Sunday, April 19, 2015

Off-Broadway Reviews—Ibsen's "Ghosts," Shakespeare's "Hamlet"

Written by Henrik Ibsen; adapted and directed by Richard Eyre
Performances through May 3, 2015
BAM Harvey Theatre, Brooklyn Academy of Music, Brooklyn, NY

Written by William Shakespeare; directed by Austin Pendleton
Performances through May 10, 2015
Classic Stage Company, 136 East 13th Street, New York, NY

Howle, McKenna and Manville in Ibsen's Ghosts at BAM (photo: Stephanie Berger)
Henrik Ibsen's Ghosts, which scandalized audiences after its 1882 premiere by tackling such topics as sexually transmitted diseases, illegitimate children, euthanasia and religious hypocrisy, is considered far milder stuff today, so directors and adapters make it more playable for modern audiences. Case in point is Richard Eyre's compelling version that took London by storm two years ago, which gives Ibsen's already fast-moving story an even greater urgency. 

Ghosts concerns widow Helene Alving, who is making plans for her dead husband's memorial service, for which her beloved artist son Oswald has finally returned from Paris. Her long-ago paramour Pastor Manders arrives to discuss plans for an orphanage she built in her husband's memory, while her servant girl Regina tries avoiding her carpenter father Jacob, who wants her to live with him instead of staying in the Alving home.

When Helene confesses to a shocked Manders that her late husband was no paragon of virtue—in one of his many affairs, he fathered Regina, unbeknownst to Jacob or to Oswald, who wants to take her back to Paris and marry her—the family's symbolic ghosts break loose. Later, a metaphorical but very real blaze destroys the orphanage, which may be, as Manders says, a sign from God about the family's immorality. (Manders convinced Helene to forego insurance for the orphanage because God would take care of the place.)

Eyre's lucid adaptation and cogent directing aptly underline the anguished intimacy of Ibsen's drama: what might be musty and old-fashioned becomes simply spellbinding. This is helped immeasurably by Tim Hatley's striking set, which comprises translucent walls through which characters can be seen in a milky haze, and Peter Mumford's magisterial lighting, which makes such ghostly imagery plausible.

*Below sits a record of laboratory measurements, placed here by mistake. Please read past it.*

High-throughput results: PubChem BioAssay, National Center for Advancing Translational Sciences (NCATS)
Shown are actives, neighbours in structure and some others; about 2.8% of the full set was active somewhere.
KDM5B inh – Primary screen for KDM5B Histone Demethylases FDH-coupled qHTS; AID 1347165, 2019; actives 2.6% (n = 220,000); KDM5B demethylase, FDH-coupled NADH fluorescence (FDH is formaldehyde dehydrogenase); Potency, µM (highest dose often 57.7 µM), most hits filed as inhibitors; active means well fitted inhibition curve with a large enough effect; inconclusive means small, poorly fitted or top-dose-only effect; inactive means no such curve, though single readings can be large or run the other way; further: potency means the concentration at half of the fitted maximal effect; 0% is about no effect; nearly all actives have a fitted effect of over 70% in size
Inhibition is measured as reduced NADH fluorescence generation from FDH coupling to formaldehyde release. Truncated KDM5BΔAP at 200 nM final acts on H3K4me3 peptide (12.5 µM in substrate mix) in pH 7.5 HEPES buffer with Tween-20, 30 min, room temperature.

The strong cast comprises Charlene McKenna's Regina, Brian McCardie's Jacob, Will Keen's Manders and Billy Howle's Oswald, whose final scene is heartrending. And hovering above all is Lesley Manville as Helene Alving, an emotionally piercing performance by an actress known for her splendid work in several Mike Leigh films. This is the second excellent staging of Ghosts I've seen at the Brooklyn Academy of Music, following Ingmar Bergman's intensely personal adaptation in 2003.

Allen and Sarsgaard in Shakespeare's Hamlet at CSC (photo: Carol Rosegg)
Hamlet is often described as the tragedy of a man who couldn't make up his mind, but director Austin Pendleton and actor Peter Sarsgaard have turned it into the tragedy of a man who seems to have has lost his mind. From the moment Sarsgaard walks onstage, clean shaven and bald, it's as if he just escaped from a hospital ward (on the show's Playbill cover, he looks more Hamlet-like in a full  beard and full head of hair). 

What Sarsgaard does onstage—shrieking laugh, bizarre intonations, voice rising to a high-pitched squeal while speaking Shakespeare's glorious poetry—is at odds with his usual intelligence and naturalness onstage. That the ghost of Hamlet's father is never seen in this production reinforces the possibility that Hamlet's own mixed-up mind forces him into his actions. It's just too bad that Pendleton and Sarsgaard never make this a plausible or well thought-out interpretation. Pendleton's production, in fact, is a bumpy ride throughout; the small cast, cramped stage, minimalist set and modern costumes confuse, rather than illuminate, matters.

Alongside Sarsgaard's meandering performance, Penelope Allen makes an unregal Gertrude and Lisa Joyce a fetching but dull Ophelia; Stephen Spinella, an unpersuasive Polonius, resorts to hamminess in desperation. Best of all is Harris Yulin's dignified Claudius, but no staging of Hamlet should have as its focus the prince's murderous uncle and stepfather.

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